Directions in New Testament Methods

By Martin C. Albl; Paul R. Eddy et al. | Go to book overview

AN INTRODUCTION TO THE SOCIAL SCIENTIFIC APPROACH TO SCRIPTURE

TOM LONG AND MELVIN VANCE

The sociological approach to Scripture involves the use of the theories and methods of social science to understand the writings of the Bible and the social reality out of which they arose. It is a recent movement of American origin, whose "launching" is linked to a decision of the American Academy of Religion and the Society of Biblical Literature in 1973 to found a study group concerned with "the social world of early Christianity." The authors of the New Testament were not speculative thinkers, but participants in communities involved with issues of internal social organization. As leaders of their communities, they had to respond to the social and economic issues of their times, at least as these made an impact on the church. During this century, social sciences, such as sociology, anthropology, social history, and economic history, have developed a plethora of new theories, methods, and insights which may be useful for understanding the social world of early Christianity ( Herzog, 760-61).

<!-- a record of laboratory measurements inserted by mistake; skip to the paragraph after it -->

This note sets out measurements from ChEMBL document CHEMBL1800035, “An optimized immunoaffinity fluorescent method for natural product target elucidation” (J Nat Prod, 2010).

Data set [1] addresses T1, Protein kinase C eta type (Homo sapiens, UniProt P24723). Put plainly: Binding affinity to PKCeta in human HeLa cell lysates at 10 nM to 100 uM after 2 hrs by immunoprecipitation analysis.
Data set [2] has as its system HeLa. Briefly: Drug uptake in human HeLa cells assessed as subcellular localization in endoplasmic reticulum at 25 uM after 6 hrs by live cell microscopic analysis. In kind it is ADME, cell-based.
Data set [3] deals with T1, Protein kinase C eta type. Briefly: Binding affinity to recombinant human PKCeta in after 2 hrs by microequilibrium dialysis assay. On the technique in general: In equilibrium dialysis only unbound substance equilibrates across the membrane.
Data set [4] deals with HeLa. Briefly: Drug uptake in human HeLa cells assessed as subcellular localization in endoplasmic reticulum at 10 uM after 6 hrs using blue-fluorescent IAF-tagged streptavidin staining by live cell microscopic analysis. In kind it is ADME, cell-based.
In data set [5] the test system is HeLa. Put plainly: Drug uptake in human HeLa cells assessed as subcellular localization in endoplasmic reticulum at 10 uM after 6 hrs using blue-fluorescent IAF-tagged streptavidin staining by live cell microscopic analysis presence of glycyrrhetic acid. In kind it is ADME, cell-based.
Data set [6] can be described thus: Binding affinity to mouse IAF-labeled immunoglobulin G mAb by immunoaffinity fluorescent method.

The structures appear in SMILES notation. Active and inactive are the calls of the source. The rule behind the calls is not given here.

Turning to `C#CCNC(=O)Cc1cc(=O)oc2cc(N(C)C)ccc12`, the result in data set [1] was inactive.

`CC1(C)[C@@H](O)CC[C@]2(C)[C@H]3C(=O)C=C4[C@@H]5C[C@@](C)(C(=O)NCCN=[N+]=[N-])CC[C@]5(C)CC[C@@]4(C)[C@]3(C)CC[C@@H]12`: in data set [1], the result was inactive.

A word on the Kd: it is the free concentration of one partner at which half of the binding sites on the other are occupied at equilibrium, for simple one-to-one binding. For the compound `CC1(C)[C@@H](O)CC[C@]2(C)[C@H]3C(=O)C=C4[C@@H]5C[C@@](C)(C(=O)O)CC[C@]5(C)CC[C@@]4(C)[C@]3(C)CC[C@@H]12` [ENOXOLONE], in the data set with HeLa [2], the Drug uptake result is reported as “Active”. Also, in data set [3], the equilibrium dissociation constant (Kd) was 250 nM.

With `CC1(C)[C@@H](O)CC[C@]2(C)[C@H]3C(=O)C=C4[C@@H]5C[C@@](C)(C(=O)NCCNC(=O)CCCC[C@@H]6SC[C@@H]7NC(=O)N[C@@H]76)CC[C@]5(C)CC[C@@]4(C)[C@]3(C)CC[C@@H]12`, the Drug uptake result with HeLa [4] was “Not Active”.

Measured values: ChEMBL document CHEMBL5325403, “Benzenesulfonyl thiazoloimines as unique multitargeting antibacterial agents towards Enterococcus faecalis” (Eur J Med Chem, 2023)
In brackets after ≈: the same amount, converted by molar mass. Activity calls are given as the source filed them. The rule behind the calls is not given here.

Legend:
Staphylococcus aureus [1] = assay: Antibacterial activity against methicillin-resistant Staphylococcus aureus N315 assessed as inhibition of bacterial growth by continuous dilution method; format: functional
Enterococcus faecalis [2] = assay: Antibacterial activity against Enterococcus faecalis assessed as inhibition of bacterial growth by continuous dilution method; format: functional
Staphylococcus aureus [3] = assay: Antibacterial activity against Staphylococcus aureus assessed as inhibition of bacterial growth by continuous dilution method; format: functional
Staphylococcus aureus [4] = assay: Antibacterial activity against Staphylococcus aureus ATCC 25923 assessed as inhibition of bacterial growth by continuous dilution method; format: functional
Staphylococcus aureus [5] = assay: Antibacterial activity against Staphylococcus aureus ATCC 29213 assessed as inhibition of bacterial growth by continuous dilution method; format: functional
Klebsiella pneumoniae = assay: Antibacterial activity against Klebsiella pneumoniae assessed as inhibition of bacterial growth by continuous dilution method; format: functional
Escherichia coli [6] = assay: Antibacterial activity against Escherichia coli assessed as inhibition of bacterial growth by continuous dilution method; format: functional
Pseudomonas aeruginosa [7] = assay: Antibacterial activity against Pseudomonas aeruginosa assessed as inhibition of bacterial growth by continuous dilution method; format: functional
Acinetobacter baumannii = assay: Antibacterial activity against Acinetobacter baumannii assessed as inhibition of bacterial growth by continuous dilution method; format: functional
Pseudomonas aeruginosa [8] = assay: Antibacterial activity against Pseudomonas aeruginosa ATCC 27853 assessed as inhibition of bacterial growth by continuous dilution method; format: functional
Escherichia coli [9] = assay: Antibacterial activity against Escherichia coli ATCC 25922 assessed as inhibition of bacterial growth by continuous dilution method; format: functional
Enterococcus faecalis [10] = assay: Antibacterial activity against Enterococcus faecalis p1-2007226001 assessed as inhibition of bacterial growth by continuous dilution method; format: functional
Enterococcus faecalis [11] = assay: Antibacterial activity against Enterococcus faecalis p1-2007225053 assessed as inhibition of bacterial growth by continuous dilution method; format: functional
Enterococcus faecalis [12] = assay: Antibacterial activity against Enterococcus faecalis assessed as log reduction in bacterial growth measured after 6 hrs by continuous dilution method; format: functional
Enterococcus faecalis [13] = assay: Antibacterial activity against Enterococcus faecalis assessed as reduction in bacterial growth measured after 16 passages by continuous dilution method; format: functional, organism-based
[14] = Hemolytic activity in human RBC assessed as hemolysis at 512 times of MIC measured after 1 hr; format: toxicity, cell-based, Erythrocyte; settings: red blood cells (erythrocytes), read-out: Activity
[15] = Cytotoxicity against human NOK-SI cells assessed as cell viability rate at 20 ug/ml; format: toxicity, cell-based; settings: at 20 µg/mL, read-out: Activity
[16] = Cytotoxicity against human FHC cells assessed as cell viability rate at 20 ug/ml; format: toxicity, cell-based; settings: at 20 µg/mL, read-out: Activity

One of these bodies of theory, developed by the sociologists Peter Berger and Thomas Luckmann, is "Sociology of Knowledge." This theory holds that human beings are constantly using ideas to construct and maintain their "social world." The relationships of a "social world" are reinforced by patterns of thought which shape and uphold the institutions by which a community functions. This theory provided the starting point for Wayne Meeks' pioneering application of social criticism, "The Man from Heaven in Johannine Sectarianism" ( Meeks, 44- 72).

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